Banks lift stocks, USA yields climb following data

Posted February 18, 2017

Congress should focus on policies aimed at improving the productivity of the US economy rather than increasing short-term growth, Federal Reserve Chairman Janet Yellen told the Senate Banking Committee Tuesday.

10-year +5.4 bps @ 2.490%.

U.S. stocks were set to open slightly lower on Wednesday, after a recent spate of record highs, as investors assessed upbeat economic data that strengthened the prospect of an interest rate hike. According to the Commerce Department's figures, retail sales rose more than expectations in January, increasing 0.4%, above the 0.1% gain economists expected.

Yellen was nevertheless unequivocal on the impact of limiting immigration to the U.S.

Fourth quarter earnings were C$697 million, or C$1.21 per share, compared with a loss of C$459 million or C$0.80 per share in the same period past year.

3-year +4.6 bps @ 1.535%. The index jumped to 18.7 in February from 6.5 last month, the highest reading in more than two years.

With rate hikes around the corner, investing in banks, insurance and brokerage houses will be judicious as the possibility of an increase in rates bodes well for these sectors.

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It would be "unwise" to wait too long to raise interest rates again, the Federal Reserve Chair Janet Yellen said Tuesday.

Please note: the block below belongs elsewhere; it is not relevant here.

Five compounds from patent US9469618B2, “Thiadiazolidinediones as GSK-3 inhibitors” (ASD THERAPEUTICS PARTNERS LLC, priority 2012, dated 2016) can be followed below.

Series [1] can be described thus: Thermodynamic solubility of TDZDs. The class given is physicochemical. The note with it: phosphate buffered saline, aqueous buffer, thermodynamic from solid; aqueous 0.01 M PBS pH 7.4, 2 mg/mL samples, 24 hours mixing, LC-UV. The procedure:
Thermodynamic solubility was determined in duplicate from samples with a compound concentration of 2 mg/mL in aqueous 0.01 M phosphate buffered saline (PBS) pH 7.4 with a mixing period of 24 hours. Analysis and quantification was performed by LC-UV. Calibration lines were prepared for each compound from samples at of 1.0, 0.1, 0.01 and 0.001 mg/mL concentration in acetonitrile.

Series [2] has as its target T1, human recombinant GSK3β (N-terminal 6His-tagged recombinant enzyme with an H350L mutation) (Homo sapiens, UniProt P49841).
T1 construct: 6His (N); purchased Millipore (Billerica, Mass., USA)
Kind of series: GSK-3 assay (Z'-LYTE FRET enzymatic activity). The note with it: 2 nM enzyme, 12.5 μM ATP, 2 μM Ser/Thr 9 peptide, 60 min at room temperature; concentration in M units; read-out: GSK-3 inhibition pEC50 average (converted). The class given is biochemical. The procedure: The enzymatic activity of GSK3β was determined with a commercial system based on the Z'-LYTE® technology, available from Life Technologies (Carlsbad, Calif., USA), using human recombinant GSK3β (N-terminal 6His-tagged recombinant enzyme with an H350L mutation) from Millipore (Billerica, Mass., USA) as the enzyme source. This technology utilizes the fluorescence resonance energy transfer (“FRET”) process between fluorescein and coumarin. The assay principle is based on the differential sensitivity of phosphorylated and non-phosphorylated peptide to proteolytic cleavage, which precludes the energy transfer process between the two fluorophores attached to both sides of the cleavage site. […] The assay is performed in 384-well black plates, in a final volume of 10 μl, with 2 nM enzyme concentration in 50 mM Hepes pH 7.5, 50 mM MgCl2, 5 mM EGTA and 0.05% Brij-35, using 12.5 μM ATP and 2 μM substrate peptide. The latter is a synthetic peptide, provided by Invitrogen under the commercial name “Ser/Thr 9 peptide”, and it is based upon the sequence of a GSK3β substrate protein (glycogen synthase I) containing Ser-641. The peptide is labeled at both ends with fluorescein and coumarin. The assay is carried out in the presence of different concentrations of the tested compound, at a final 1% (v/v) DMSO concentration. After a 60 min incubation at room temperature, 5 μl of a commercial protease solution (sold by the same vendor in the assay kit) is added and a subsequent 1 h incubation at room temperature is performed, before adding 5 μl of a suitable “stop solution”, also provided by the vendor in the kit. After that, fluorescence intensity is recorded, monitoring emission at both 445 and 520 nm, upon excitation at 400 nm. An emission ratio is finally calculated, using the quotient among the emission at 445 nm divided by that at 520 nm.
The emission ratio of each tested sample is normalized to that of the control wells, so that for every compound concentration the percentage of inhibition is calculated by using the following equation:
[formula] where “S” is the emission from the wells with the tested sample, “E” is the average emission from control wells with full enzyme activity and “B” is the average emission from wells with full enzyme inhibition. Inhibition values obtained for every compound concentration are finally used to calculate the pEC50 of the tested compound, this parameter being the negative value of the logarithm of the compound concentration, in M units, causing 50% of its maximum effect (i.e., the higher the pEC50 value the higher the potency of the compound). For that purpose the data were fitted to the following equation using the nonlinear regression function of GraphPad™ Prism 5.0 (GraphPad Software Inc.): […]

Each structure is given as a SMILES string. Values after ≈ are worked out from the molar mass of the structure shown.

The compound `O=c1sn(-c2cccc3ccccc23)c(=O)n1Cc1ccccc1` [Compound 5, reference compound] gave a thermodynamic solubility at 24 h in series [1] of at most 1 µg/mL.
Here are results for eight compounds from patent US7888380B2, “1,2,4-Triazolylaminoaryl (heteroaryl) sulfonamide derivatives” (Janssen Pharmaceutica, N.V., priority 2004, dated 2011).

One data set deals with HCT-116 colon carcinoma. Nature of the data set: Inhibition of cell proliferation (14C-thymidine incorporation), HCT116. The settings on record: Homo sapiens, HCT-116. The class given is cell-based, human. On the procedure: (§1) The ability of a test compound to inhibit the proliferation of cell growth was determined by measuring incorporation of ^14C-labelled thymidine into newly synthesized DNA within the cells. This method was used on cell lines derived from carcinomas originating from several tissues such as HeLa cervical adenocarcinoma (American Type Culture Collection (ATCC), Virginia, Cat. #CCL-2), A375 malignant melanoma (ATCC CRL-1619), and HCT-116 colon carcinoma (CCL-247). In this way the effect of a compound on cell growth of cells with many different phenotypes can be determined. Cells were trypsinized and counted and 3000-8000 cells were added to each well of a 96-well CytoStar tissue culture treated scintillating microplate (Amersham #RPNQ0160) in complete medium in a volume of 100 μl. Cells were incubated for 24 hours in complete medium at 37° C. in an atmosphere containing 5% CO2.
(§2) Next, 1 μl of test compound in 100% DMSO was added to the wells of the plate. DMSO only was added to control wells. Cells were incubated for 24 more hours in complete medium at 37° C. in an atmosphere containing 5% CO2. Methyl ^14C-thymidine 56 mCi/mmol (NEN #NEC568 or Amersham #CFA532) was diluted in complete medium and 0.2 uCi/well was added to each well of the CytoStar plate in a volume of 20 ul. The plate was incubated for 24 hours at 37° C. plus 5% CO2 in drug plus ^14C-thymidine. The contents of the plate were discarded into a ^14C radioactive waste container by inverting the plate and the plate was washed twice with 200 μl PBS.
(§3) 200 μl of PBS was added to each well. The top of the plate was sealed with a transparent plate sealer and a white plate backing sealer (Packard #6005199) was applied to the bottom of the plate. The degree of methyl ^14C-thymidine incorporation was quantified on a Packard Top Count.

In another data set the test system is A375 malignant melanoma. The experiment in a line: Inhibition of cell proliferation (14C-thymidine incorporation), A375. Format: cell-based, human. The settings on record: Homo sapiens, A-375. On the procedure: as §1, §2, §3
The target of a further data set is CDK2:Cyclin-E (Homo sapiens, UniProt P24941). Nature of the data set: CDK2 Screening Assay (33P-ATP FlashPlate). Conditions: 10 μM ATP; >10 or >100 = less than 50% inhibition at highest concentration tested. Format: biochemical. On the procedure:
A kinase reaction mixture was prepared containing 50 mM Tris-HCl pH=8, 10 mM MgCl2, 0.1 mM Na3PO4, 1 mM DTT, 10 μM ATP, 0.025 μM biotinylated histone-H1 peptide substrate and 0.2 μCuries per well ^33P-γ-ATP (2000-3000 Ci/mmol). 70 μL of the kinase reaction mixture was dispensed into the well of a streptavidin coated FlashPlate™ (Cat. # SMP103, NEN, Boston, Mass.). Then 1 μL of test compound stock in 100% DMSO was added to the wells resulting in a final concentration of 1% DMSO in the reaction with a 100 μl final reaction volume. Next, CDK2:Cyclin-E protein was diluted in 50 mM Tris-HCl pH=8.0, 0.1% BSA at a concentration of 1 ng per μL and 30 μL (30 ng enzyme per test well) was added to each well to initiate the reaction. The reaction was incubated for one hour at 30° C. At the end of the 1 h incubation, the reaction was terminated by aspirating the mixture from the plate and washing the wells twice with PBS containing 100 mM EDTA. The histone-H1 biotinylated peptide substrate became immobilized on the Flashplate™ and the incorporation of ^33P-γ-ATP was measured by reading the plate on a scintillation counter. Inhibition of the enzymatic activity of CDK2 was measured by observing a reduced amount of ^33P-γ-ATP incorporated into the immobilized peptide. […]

As a result, we think the Fed may come to increasingly recognize that it has been behind the curve during this hiking cycle and markets may not be fully appreciating the potential for an acceleration in rate hiking. Lockhart added, that "I don't really see compelling reasons to move ahead in March".

The Fed raised its benchmark federal-funds rate in December to a range between 0.5% and 0.75%, and penciled in three quarter-percentage point increases this year to prevent the economy from overheating as it strengthens.

The risks surrounding Britain's unexpected decision in June to vote to leave the European Union (EU) and, more importantly, the upset victory of Donald Trump in the USA presidential election in November contributed to the Fed's decision to wait another year to increase rates for a second time.

"At the upcoming meetings, the Fed would depend heavily on USA economic data to determine if the labor market continues to strengthen and inflation is moving up to the central bank's 2% target", Yellen said.

Yellen also spoke of considerable uncertainty over economic policy under the Trump administration: "Among the sources of uncertainty are possible changes in United States fiscal and other policies, the future path of productivity growth and developments overseas".